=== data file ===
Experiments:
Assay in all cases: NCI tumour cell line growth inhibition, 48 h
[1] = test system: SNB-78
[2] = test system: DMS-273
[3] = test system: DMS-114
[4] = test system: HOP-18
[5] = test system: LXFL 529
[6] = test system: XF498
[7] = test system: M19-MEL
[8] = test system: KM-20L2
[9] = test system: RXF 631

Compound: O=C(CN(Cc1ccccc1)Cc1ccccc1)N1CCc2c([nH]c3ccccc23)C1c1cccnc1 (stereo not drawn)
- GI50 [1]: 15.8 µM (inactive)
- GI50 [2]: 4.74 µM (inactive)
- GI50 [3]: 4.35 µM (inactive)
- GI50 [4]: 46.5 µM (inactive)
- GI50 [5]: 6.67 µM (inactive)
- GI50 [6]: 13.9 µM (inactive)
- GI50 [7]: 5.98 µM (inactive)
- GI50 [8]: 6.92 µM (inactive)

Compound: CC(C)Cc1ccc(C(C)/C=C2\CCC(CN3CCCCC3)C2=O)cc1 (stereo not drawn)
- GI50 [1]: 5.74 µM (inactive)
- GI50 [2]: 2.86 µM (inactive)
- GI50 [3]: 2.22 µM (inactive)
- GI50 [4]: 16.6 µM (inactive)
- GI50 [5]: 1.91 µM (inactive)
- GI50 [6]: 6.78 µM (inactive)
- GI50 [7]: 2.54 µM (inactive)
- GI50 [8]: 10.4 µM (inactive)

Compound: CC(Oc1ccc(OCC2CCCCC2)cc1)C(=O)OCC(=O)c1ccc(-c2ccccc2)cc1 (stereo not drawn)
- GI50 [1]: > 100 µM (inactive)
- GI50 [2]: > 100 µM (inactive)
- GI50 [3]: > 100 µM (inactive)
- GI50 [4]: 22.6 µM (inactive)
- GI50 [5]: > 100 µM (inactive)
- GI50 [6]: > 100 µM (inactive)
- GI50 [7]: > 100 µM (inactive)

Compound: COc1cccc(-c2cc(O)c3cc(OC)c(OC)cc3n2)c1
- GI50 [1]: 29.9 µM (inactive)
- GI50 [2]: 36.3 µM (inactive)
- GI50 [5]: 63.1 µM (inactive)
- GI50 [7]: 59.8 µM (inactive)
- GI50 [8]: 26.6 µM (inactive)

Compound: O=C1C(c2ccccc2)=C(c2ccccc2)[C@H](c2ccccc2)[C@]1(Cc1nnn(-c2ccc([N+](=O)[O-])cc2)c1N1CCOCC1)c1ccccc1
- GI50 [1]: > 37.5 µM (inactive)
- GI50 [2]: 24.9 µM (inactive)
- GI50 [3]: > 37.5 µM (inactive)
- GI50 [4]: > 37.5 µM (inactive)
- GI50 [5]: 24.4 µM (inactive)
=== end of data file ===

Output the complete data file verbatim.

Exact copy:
Experiments:
Assay in all cases: NCI tumour cell line growth inhibition, 48 h
[1] = test system: SNB-78
[2] = test system: DMS-273
[3] = test system: DMS-114
[4] = test system: HOP-18
[5] = test system: LXFL 529
[6] = test system: XF498
[7] = test system: M19-MEL
[8] = test system: KM-20L2
[9] = test system: RXF 631

Compound: O=C(CN(Cc1ccccc1)Cc1ccccc1)N1CCc2c([nH]c3ccccc23)C1c1cccnc1 (stereo not drawn)
- GI50 [1]: 15.8 µM (inactive)
- GI50 [2]: 4.74 µM (inactive)
- GI50 [3]: 4.35 µM (inactive)
- GI50 [4]: 46.5 µM (inactive)
- GI50 [5]: 6.67 µM (inactive)
- GI50 [6]: 13.9 µM (inactive)
- GI50 [7]: 5.98 µM (inactive)
- GI50 [8]: 6.92 µM (inactive)

Compound: CC(C)Cc1ccc(C(C)/C=C2\CCC(CN3CCCCC3)C2=O)cc1 (stereo not drawn)
- GI50 [1]: 5.74 µM (inactive)
- GI50 [2]: 2.86 µM (inactive)
- GI50 [3]: 2.22 µM (inactive)
- GI50 [4]: 16.6 µM (inactive)
- GI50 [5]: 1.91 µM (inactive)
- GI50 [6]: 6.78 µM (inactive)
- GI50 [7]: 2.54 µM (inactive)
- GI50 [8]: 10.4 µM (inactive)

Compound: CC(Oc1ccc(OCC2CCCCC2)cc1)C(=O)OCC(=O)c1ccc(-c2ccccc2)cc1 (stereo not drawn)
- GI50 [1]: > 100 µM (inactive)
- GI50 [2]: > 100 µM (inactive)
- GI50 [3]: > 100 µM (inactive)
- GI50 [4]: 22.6 µM (inactive)
- GI50 [5]: > 100 µM (inactive)
- GI50 [6]: > 100 µM (inactive)
- GI50 [7]: > 100 µM (inactive)

Compound: COc1cccc(-c2cc(O)c3cc(OC)c(OC)cc3n2)c1
- GI50 [1]: 29.9 µM (inactive)
- GI50 [2]: 36.3 µM (inactive)
- GI50 [5]: 63.1 µM (inactive)
- GI50 [7]: 59.8 µM (inactive)
- GI50 [8]: 26.6 µM (inactive)

Compound: O=C1C(c2ccccc2)=C(c2ccccc2)[C@H](c2ccccc2)[C@]1(Cc1nnn(-c2ccc([N+](=O)[O-])cc2)c1N1CCOCC1)c1ccccc1
- GI50 [1]: > 37.5 µM (inactive)
- GI50 [2]: 24.9 µM (inactive)
- GI50 [3]: > 37.5 µM (inactive)
- GI50 [4]: > 37.5 µM (inactive)
- GI50 [5]: 24.4 µM (inactive)